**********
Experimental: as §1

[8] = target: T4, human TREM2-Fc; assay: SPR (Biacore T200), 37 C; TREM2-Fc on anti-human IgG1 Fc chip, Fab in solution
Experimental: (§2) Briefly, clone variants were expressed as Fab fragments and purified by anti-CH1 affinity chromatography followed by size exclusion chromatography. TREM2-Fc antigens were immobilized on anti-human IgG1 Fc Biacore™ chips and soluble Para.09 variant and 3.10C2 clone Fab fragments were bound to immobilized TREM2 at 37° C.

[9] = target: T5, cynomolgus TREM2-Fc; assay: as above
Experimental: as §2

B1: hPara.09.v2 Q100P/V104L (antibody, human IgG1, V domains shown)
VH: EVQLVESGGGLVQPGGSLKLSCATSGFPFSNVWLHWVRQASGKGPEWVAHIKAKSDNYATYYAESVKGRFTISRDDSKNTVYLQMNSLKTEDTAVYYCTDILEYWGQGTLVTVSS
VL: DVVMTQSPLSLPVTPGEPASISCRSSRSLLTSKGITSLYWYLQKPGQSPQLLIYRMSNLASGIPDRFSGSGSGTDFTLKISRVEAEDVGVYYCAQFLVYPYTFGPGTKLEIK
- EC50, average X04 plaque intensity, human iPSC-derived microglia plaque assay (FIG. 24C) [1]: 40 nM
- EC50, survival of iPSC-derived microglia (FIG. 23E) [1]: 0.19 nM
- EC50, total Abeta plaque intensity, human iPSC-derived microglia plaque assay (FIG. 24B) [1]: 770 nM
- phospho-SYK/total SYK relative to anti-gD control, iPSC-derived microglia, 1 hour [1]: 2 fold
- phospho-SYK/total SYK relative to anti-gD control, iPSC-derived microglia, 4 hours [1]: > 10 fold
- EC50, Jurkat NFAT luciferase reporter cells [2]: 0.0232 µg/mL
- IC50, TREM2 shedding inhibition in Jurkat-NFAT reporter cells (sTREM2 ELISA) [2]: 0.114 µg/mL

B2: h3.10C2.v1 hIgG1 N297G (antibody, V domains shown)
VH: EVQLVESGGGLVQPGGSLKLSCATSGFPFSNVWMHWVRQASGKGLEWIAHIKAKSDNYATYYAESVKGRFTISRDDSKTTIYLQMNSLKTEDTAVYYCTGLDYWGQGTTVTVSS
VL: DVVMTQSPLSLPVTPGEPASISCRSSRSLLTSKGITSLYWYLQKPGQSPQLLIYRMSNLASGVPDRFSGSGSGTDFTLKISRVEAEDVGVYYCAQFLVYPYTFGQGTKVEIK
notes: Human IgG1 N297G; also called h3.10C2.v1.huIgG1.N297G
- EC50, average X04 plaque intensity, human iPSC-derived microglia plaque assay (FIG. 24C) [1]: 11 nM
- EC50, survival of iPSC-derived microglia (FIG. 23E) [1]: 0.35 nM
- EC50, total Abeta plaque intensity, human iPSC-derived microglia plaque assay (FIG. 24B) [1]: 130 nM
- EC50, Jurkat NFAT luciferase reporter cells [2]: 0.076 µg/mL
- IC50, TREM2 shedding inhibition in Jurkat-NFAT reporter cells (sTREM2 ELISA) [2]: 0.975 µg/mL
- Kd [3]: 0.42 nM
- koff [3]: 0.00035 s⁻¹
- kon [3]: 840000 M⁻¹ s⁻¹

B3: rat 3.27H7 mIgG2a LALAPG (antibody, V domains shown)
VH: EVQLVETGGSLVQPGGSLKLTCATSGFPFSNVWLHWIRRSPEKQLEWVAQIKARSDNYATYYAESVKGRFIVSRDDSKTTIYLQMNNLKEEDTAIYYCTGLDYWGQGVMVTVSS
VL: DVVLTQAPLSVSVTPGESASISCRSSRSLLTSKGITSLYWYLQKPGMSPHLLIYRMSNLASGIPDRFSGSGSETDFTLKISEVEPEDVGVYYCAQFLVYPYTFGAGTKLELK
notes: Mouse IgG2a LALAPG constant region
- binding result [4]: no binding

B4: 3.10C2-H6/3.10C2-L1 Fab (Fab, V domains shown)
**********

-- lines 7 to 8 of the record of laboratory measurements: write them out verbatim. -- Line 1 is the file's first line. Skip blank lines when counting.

VH: EVQLVESGGGLVQPGGSLKLSCATSGFPFSNVWLHWVRQASGKGPEWVAHIKAKSDNYATYYAESVKGRFTISRDDSKNTVYLQMNSLKTEDTAVYYCTDILEYWGQGTLVTVSS
VL: DVVMTQSPLSLPVTPGEPASISCRSSRSLLTSKGITSLYWYLQKPGQSPQLLIYRMSNLASGIPDRFSGSGSGTDFTLKISRVEAEDVGVYYCAQFLVYPYTFGPGTKLEIK